After wearing the “Michel” version of magnolia grandiflora, I approached perfumer Sandrine Videault’s interpretation3 warily (well, not really…I popped the sample vial’s cap and boldly applied half the contents on my arms). By “warily” I mean: with the idea it would be no better at bringing to nose magnolia grandiflora than Roudnitska’s fragrance had been. I was wrong.
From my first sniff of Magnolia Grandiflora Sandrine, I imagined Videault spent much time and energy thoughtfully experiencing the scent of magnolia grandiflora blossoms.4 Many of the flower's scent traits are present, especially its cheerful, fresh-as-can-be lemon aroma (grapefruit is also there in Magnolia Grandiflora Sandrine, clear and sparkling). Along with the "fresh" elements of a newly opened magnolia grandiflora blossom is the essential "creaminess" at its center...still smelling of citrus but citrus whipped into a froth (this is a "midday" magnolia blossom). Also present are hints of tea, acidic rose, melon rind (no doubt supplied by the "fresh garden" or "marine" notes). Smelling the opening of Magnolia Grandiflora Sandrine was great fun for a southern boy who has had his nose buried in magnolia flowers since (almost) birth.
Magnolia Grandiflora Sandrine becomes quieter (and less magnolia-like) the longer you wear it but keeps the floral-fruit notes "active" throughout its development. There are two things missing from this magnolia grandiflora interpretation — both are detectable in a "late afternoon" blossom: the scent of rubber eraser and, most importantly, a fecal element (which heightens the beauty of the other smells). In Magnolia Grandiflora Sandrine, a musk, on the mild side, substitutes for the latrine. I wish Videault could have taken her composition to another level of development and added some "decay" in the base notes. But that would have required working with a really nerve-y partner...maybe the OLD Comme des Garçons?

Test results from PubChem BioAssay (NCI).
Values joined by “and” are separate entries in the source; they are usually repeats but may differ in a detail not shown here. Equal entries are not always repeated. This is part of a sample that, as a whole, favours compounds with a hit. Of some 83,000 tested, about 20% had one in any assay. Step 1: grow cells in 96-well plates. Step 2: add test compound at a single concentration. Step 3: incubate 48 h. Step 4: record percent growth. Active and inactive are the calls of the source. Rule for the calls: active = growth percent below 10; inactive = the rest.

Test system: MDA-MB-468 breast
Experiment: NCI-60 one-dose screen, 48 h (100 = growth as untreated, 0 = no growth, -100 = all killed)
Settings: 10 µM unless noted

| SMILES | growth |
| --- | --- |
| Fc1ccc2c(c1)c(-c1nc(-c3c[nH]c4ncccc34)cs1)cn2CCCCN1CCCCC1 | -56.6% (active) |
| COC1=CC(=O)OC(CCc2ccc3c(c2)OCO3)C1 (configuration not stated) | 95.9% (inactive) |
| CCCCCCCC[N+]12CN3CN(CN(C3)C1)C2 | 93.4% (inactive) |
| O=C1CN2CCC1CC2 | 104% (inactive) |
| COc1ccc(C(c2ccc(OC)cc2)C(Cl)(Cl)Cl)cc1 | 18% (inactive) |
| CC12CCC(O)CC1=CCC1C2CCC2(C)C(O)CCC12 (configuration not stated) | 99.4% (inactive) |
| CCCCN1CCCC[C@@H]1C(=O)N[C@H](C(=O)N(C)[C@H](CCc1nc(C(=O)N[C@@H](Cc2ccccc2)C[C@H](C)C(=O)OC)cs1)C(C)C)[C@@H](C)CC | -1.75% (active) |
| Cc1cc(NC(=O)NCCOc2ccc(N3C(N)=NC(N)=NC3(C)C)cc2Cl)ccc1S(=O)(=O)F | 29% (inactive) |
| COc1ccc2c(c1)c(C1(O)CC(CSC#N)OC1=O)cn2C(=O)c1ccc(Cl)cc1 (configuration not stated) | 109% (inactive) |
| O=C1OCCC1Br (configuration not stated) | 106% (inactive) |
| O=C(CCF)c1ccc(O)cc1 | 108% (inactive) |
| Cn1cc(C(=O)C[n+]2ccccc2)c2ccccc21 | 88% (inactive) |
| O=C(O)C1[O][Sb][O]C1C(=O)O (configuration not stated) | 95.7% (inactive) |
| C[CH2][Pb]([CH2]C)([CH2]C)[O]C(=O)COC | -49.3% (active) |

I would describe Magnolia Grandiflora Sandrine, using art, not as a black and white photo of a magnolia, nor a digital, full-color image, but as an instant Polaroid snapshot — the essential elements are present...but not all the details. I really enjoy this perfume (and at times it reminds me of a higher-quality Barney's Route du Thé); I might have even bought a bottle if it came in a smaller size. Magnolia Grandiflora Sandrine is unisex, but veers towards the feminine; it has mild sillage but good lasting power.
Though magnolia grandiflora blossoms barely last one day, my tree blooms here in Seattle from April through October, and sometimes into early November. Thankfully, my year is full of magnolia grandiflora scent...and the four or five months I have to wait each year to smell the blossoms again whet my appetite for the flowers' complex aromas. And when I want to relive a moment from my past, I sit next to, or lay under, my tree when the wind is blowing and listen to it "whisper."
1. Listed notes for Michel: lemon, bergamot, grapefruit, jasmine, ylang-ylang, rose, magnolia, vetiver, patchouli and musk.
2. Magnolias: A Care Manual, by Graham Rankin, Laurel Glen, 1999.
3. Listed notes for Sandrine: citrus, grapefruit, dry woods, pepper, fresh garden accord, marine notes and musk.
4. Magnolia Grandiflora Sandrine was Videault's valedictory perfume creation; she died last July.
Note: top image [cropped and altered] via Wikimedia Commons.